The biggest beneficiary of the ongoing energy boom has been President Obama. That’s not my statement, it’s Rick Newman’s from Yahoo Finance. Obama’s controversial plan to cut carbon emissions by 30% reminds me of the politician that gets a law passed when a trend is already happening.
This doesn’t make it good policy (it’s not); It also won’t reduce overall carbon emissions (much of the coal will continue to be exported to China and Europe); It will definitely result in some economic harms. According to the US Chamber of Commerce, the regulation will reduce GDP by $50 billion a year and prevent the creation of more than 220,000 jobs per year. The hit to household disposable income would be more than $550 billion a year. This would obviously be far worse if, for some reason, the natural gas boom slows or is halted.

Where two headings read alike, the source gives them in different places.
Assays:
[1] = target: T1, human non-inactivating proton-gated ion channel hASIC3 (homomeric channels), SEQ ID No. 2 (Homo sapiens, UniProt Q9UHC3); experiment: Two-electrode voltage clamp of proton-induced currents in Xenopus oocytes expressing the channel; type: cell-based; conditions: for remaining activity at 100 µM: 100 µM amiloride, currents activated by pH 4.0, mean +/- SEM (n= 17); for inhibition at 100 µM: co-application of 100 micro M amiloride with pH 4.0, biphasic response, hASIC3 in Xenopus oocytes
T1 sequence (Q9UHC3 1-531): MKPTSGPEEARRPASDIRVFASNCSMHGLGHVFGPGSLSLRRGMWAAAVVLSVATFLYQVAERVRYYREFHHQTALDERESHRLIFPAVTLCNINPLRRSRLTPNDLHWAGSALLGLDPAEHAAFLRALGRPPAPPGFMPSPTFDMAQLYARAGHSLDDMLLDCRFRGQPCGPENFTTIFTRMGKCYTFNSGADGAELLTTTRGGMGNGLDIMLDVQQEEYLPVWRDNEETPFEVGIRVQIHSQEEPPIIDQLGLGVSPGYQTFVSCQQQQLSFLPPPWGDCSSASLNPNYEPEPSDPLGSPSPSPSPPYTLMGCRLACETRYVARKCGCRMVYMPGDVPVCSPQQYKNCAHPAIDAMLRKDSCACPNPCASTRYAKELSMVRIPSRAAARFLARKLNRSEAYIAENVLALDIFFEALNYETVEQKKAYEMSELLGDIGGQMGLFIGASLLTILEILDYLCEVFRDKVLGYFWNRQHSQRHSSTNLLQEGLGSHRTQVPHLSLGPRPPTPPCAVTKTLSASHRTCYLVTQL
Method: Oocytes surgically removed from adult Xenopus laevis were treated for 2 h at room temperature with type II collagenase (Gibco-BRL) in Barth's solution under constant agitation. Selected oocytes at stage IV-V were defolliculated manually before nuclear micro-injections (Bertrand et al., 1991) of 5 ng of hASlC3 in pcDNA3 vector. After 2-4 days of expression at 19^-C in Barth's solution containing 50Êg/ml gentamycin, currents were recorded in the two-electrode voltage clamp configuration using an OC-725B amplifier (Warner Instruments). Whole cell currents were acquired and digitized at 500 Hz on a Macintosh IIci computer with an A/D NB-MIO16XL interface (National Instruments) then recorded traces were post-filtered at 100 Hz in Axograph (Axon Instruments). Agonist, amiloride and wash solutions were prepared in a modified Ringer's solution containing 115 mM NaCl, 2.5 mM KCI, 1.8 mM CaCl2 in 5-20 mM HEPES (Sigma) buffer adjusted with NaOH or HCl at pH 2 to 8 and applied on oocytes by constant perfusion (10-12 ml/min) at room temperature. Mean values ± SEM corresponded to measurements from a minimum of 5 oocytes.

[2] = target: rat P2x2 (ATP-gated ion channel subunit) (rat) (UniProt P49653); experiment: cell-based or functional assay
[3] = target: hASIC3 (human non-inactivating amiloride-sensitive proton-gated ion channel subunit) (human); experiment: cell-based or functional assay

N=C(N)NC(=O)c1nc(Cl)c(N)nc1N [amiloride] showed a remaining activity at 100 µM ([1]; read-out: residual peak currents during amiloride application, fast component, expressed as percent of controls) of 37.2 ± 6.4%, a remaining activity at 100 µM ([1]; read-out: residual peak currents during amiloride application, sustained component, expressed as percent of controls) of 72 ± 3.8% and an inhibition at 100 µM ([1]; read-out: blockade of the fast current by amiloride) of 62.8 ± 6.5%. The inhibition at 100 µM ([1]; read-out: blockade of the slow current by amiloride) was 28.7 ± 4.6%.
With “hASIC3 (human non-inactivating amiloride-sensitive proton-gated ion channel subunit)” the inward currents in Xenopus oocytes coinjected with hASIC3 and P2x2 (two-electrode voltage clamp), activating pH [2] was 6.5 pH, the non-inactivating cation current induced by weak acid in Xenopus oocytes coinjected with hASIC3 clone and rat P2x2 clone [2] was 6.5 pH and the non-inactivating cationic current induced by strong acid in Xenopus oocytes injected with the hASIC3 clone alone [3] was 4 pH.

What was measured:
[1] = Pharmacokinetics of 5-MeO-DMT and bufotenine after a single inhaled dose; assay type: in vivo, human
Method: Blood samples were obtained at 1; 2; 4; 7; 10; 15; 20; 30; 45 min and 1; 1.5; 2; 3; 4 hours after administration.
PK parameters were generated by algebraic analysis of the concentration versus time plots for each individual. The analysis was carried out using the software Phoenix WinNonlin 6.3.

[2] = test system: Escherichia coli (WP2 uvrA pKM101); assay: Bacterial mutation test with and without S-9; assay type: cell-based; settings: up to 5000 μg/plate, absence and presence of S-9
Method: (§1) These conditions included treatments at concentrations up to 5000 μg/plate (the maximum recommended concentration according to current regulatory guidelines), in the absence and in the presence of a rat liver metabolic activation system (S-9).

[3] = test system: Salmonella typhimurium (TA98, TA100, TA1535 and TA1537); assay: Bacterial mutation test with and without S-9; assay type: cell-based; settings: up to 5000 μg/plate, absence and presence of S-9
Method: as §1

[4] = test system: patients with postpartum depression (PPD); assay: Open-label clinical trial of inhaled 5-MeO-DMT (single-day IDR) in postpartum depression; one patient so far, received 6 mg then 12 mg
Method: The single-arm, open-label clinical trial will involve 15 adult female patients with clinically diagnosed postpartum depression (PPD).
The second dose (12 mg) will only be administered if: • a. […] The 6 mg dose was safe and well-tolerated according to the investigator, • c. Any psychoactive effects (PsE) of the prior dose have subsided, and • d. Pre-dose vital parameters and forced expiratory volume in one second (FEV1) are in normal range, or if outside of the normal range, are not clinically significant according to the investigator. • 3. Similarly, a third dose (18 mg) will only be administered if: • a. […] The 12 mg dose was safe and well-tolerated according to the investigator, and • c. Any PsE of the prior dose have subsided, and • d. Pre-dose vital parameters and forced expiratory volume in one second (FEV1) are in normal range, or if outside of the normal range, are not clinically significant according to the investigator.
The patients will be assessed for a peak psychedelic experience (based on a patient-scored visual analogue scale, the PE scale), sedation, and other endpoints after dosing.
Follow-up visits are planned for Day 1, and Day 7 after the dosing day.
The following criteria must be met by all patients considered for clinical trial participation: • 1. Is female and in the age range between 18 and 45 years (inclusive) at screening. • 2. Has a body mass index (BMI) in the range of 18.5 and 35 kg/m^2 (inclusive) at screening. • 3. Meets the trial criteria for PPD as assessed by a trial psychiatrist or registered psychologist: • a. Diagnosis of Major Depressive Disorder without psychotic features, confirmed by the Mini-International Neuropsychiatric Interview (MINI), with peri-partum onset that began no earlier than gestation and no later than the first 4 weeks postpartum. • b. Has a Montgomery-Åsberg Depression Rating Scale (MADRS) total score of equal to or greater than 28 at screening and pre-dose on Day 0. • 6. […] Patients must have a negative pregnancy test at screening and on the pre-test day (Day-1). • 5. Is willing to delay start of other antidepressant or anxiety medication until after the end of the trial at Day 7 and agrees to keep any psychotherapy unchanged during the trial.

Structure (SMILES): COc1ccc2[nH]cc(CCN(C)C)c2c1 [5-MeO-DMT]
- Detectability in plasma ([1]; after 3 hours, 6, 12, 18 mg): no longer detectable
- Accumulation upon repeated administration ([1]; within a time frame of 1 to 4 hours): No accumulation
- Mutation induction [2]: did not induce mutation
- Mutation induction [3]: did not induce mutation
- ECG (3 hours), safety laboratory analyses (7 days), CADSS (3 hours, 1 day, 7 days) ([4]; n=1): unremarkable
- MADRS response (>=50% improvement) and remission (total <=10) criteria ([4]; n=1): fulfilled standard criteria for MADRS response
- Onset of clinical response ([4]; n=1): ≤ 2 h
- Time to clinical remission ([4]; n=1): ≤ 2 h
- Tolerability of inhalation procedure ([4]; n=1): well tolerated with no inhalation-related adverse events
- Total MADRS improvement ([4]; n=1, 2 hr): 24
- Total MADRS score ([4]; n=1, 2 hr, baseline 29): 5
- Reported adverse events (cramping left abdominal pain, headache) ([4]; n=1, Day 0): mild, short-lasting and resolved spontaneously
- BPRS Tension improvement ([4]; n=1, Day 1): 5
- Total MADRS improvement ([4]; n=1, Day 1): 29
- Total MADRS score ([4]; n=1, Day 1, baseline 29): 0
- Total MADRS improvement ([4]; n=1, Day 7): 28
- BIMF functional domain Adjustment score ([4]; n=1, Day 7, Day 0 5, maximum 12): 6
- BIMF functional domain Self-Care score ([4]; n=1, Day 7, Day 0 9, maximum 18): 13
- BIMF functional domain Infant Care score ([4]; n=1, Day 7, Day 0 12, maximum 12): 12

The good news is that the full costs of this proposal won’t be felt by 2030. Anytime between now and then our political leaders and Congress could wake up and let the free market — which has already achieved a great deal of what Obama’s regulation imposes (the regulation is based on higher 2005 emissions, not 2012 emissions).
So, if Obama’s goals are achieved, it won’t be windmills, solar panels, or unicorn farts that lead us to the promised land. It’ll be good old fracking, the bane of the whacko “environmentalists” that gets us there. Oh, and for a clear illustration of how Obama has benefited politically from the oil and gas boom, the chart below should suffice.